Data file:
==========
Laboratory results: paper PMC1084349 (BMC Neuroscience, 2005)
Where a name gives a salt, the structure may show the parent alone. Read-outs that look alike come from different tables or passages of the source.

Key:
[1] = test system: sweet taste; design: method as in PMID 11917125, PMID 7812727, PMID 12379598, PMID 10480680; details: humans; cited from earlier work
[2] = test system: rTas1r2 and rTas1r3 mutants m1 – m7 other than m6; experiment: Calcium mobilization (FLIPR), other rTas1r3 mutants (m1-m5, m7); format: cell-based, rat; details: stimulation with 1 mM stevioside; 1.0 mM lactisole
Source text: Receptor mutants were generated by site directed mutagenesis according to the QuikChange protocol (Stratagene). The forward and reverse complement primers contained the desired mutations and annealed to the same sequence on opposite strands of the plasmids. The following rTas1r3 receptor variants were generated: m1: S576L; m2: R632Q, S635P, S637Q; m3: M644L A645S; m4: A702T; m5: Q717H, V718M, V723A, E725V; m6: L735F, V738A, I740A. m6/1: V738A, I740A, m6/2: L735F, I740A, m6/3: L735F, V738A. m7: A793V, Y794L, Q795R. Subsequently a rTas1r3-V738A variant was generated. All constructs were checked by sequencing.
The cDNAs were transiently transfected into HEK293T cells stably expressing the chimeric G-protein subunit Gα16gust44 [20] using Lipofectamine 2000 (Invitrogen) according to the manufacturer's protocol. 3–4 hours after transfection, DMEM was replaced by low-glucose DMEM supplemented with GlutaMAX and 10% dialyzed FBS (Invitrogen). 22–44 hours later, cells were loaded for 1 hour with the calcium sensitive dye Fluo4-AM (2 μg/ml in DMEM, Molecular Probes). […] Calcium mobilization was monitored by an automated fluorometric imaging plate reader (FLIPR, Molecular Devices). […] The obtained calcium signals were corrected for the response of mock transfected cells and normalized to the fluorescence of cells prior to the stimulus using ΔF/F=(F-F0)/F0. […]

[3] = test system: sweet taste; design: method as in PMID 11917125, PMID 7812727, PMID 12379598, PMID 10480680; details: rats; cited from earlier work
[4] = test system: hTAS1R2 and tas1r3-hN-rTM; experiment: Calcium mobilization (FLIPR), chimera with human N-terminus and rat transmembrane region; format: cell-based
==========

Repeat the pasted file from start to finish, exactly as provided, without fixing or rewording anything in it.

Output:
Laboratory results: paper PMC1084349 (BMC Neuroscience, 2005)
Where a name gives a salt, the structure may show the parent alone. Read-outs that look alike come from different tables or passages of the source.

Key:
[1] = test system: sweet taste; design: method as in PMID 11917125, PMID 7812727, PMID 12379598, PMID 10480680; details: humans; cited from earlier work
[2] = test system: rTas1r2 and rTas1r3 mutants m1 – m7 other than m6; experiment: Calcium mobilization (FLIPR), other rTas1r3 mutants (m1-m5, m7); format: cell-based, rat; details: stimulation with 1 mM stevioside; 1.0 mM lactisole
Source text: Receptor mutants were generated by site directed mutagenesis according to the QuikChange protocol (Stratagene). The forward and reverse complement primers contained the desired mutations and annealed to the same sequence on opposite strands of the plasmids. The following rTas1r3 receptor variants were generated: m1: S576L; m2: R632Q, S635P, S637Q; m3: M644L A645S; m4: A702T; m5: Q717H, V718M, V723A, E725V; m6: L735F, V738A, I740A. m6/1: V738A, I740A, m6/2: L735F, I740A, m6/3: L735F, V738A. m7: A793V, Y794L, Q795R. Subsequently a rTas1r3-V738A variant was generated. All constructs were checked by sequencing.
The cDNAs were transiently transfected into HEK293T cells stably expressing the chimeric G-protein subunit Gα16gust44 [20] using Lipofectamine 2000 (Invitrogen) according to the manufacturer's protocol. 3–4 hours after transfection, DMEM was replaced by low-glucose DMEM supplemented with GlutaMAX and 10% dialyzed FBS (Invitrogen). 22–44 hours later, cells were loaded for 1 hour with the calcium sensitive dye Fluo4-AM (2 μg/ml in DMEM, Molecular Probes). […] Calcium mobilization was monitored by an automated fluorometric imaging plate reader (FLIPR, Molecular Devices). […] The obtained calcium signals were corrected for the response of mock transfected cells and normalized to the fluorescence of cells prior to the stimulus using ΔF/F=(F-F0)/F0. […]

[3] = test system: sweet taste; design: method as in PMID 11917125, PMID 7812727, PMID 12379598, PMID 10480680; details: rats; cited from earlier work
[4] = test system: hTAS1R2 and tas1r3-hN-rTM; experiment: Calcium mobilization (FLIPR), chimera with human N-terminus and rat transmembrane region; format: cell-based